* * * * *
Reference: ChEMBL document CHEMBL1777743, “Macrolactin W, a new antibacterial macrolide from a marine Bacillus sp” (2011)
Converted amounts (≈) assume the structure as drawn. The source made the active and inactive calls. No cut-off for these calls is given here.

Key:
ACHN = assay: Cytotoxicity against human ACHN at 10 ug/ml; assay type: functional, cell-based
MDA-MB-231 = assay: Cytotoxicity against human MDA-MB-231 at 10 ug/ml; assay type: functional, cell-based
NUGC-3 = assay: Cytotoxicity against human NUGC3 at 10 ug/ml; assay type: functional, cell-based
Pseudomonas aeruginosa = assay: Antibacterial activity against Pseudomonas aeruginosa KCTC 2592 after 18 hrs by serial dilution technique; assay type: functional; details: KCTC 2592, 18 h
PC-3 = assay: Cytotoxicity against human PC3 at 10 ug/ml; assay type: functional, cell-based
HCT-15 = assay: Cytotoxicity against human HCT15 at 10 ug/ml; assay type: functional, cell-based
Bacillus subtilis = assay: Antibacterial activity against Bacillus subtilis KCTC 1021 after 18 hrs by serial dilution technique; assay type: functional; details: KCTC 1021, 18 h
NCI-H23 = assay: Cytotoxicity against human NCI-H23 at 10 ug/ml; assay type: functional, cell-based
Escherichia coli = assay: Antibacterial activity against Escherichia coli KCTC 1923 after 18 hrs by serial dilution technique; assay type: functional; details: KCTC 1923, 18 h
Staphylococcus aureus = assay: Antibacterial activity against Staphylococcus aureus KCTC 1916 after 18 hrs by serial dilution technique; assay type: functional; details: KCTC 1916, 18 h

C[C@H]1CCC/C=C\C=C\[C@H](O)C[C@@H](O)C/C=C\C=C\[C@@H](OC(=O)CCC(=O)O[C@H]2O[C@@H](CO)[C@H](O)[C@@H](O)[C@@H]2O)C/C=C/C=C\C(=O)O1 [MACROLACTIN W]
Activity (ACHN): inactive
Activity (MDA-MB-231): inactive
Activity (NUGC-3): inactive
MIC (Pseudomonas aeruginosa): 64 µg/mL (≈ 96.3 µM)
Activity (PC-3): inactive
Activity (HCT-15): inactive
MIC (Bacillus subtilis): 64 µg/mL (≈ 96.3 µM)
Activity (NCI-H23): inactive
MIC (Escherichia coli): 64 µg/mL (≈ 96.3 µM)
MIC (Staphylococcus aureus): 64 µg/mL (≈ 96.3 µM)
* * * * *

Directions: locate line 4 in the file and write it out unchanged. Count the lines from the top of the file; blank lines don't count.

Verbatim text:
ACHN = assay: Cytotoxicity against human ACHN at 10 ug/ml; assay type: functional, cell-based